Marc Trestman didn't patronize Bears fans at his introductory press conference with promises to beat the Packers. Promise or no, the road to the NFC North crown still goes through Green Bay. We'll have to wait until the 2013 season starts to see how Trestman attacks the Green Bay defense, but through a stroke of scheduling luck, we don't have to guess at how new defensive coordinator would match up against the Packers.
During Week 8 of the 2012 season, Mike Mularkey led his Jaguars into Lambeau Field to take on the Green Bay Packers. While the Jacksonville offense put up an anemic fifteen points, Mel Tucker's Jaguar defense gave Aaron Rodgers and company a run for their money. Despite their well-deserved reputation for mediocrity, the Jaguar D held the Packers to only 24 points. Considering the Bears held Green Bay to only one point fewer than this when the two teams played in Lambeau, I would give Tucker's former squad due credit for their work.
At the line of scrimmage, Tucker's defense will continue in the Lovie Smith model of a four-man, one-gap front. Witness:
Yes, Virginia, it'll be a 4-3. This alignment is a vanilla single-gap 4-3 defense - the same thing the Bears have run for the last nine years. Hopefully Tucker can defend the run better when he gets to work with better players, because his line got zero push on this particular play.
This basic run defense was the right call against this play, but there was simply no execution. When every single defensive linesman gets pushed backwards, the running back could become a walking back and still get yards.
While Jacksonville proved vulnerable to the run, their D was more resilient against the pass. Indeed, Jacksonville had surprisingly good luck using an all-too-familiar defense. Consider this pre-snap defensive alignment on the Packers' second play:
Mel Tucker won't have much of a problem teaching the Bears defense this play call - it is the same Tampa 2 shell that Lovie Smith used as the Bears' base defense. The cornerbacks cover the short zones on each sideline, each safety takes a deep third, and the middle linebacker drops back to play center field.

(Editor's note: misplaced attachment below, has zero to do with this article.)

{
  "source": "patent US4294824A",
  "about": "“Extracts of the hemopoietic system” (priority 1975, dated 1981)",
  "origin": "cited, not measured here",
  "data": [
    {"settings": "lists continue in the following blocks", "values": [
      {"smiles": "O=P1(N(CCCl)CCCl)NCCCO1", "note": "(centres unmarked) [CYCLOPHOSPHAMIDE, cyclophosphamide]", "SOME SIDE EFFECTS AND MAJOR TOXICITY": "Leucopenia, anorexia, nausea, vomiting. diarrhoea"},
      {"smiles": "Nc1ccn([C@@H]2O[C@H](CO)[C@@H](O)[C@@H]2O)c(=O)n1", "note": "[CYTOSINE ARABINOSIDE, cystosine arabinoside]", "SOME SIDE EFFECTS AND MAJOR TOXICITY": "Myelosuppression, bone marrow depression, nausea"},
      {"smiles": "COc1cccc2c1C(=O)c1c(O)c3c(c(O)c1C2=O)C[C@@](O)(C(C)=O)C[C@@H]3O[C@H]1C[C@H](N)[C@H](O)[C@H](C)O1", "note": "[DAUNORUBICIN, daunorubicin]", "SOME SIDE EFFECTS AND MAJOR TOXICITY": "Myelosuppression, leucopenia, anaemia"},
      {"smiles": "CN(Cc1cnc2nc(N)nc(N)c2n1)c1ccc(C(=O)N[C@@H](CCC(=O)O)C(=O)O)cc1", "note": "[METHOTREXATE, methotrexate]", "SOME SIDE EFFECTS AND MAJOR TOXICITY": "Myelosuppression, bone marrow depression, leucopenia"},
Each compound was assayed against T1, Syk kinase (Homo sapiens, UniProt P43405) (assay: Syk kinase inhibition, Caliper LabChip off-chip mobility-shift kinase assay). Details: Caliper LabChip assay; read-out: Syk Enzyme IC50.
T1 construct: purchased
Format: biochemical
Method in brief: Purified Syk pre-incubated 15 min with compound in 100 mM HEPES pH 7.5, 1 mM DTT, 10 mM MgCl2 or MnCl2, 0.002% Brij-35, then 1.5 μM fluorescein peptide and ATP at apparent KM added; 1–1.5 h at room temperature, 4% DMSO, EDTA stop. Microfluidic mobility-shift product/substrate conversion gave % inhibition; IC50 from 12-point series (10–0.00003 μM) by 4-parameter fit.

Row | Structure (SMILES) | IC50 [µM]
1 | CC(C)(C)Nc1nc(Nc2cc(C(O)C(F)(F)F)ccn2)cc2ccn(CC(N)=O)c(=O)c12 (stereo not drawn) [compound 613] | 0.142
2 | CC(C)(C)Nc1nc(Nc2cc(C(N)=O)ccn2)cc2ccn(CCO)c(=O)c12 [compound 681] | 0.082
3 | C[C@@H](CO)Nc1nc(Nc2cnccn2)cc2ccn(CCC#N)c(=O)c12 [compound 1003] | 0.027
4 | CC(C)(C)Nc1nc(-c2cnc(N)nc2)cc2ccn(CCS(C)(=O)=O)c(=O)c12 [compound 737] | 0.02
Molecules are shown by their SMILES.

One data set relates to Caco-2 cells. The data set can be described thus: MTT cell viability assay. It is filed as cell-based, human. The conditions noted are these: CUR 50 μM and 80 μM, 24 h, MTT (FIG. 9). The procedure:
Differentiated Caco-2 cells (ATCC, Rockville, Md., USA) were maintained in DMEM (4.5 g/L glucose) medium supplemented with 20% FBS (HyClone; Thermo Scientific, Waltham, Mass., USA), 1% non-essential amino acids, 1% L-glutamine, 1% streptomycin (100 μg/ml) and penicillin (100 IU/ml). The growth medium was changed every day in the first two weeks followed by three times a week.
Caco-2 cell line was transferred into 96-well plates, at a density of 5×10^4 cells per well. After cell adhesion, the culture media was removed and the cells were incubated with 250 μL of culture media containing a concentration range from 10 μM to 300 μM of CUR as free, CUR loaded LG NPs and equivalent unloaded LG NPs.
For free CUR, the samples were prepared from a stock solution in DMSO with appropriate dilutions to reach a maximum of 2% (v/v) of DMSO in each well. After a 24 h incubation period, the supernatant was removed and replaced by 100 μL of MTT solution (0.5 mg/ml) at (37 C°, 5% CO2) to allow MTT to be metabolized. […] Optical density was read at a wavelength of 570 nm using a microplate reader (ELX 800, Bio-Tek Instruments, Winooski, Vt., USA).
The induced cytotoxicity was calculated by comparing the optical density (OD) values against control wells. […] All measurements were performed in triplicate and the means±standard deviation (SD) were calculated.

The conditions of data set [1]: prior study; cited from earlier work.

Aaron Rodgers doesn't need to double-check this defense, as he can easily read the Tampa 2 alignment before the snap. Here's his play call in response:
We've all seen plays like this one work wonders against the Bears' Tampa 2. In formations like this, Rodgers loves to exploit the match-up between his TE, Jermichael Finley (88), and the linebacker or nickel back across from him. Mel Tucker's no idiot, though: he knows the TE is a dangerous weapon against this Tampa 2. To counter the mismatch Finley often creates, Tucker moves his left cornerback - the 6'1" Aaron Ross (31) - to cover Finley.
Finley still has a size advantage over Ross, but Ross proved fast enough to make up for the size difference. Ross kept his eyes on Rodgers, broke on the ball at just the right time, and forced an incompletion. Here is the play right before the ball comes out:
Rodgers thought he had an easy completion here, but Tucker had the right man in the right place. It's good to see that Tucker has a response to this TE seam pass better than vaguely smiling while his linebackers get beat in pass coverage.
Some other TE passing routes are a bit tougher to defend. Take this gem by the Packers from later in the quarter:
With five receivers running routes for Rodgers, someone was bound to get open in the outlined-in-red Jacksonville zones. Finley's (88) crossing route is Rodgers' preferred option, as the QB knows he'll have two men in the free safety's ("FS") zone a few seconds into the play. If Rodgers has time for his routes to develop, the free safety will be in a pretty tough spot.
It's ironic that Finley's route takes him to the right of the offensive formation, because Tucker has a laid a pretty clever trap for Rodgers on the other side. The two defensive backs at the line of scrimmage are playing man - something that should make Rodgers salivate - but the strong safety is disguising his plan to cover the deep left zone. The SS takes a quick step inside as if he were defending Finley one-on-one, then quickly bails back into his zone. If Rodgers was looking left here, he might have ended up finding a wide-open safety instead of a wide-open receiver.
On the right side, however, it's a "pure" Tampa 2. Finley's route is designed to beat zone coverage, and it does its job admirably. The look we get as Finley catches the ball, however, makes me think the safety play is a bit suspect.
There's something to be said for a safety making sure nothing gets behind him, but five yards is a pretty
cowardly generous cushion to play with.
There are two ways to defend against a play like this using a Tampa 2 shell, and the safety being a couple steps closer to the deepest receiver would have been one of them. The other would have been for the Jaguars to have a real pass rush, but Jacksonville's line is suspect at best. Replace their defensive ends with Peppers and Wootton and their free safety with Major Wright, and this play might get stopped.
Mel Tucker will certainly add his own flavor to the Bears' 4-3 defense, but his hire is not a dramatic shift away from the Lovie Smith era. Considering the success Lovie Smith's defenses had over the years, that is not necessarily a bad thing. A former defensive back and a long-time DB coach, Tucker should have no problem coming up with creative ways to confuse QBs with coverage. Mix in Tucker's wrinkles to the more classic 4-3 looks we've seen over the last nine years, and you've got a recipe for continued defensive success.
After having made something from nothing in Jacksonville, Mel Tucker must feel like a kid in a candy store in Chicago. If this game is any indication, he'll be able to treat the NFC North to all the defense they can stomach.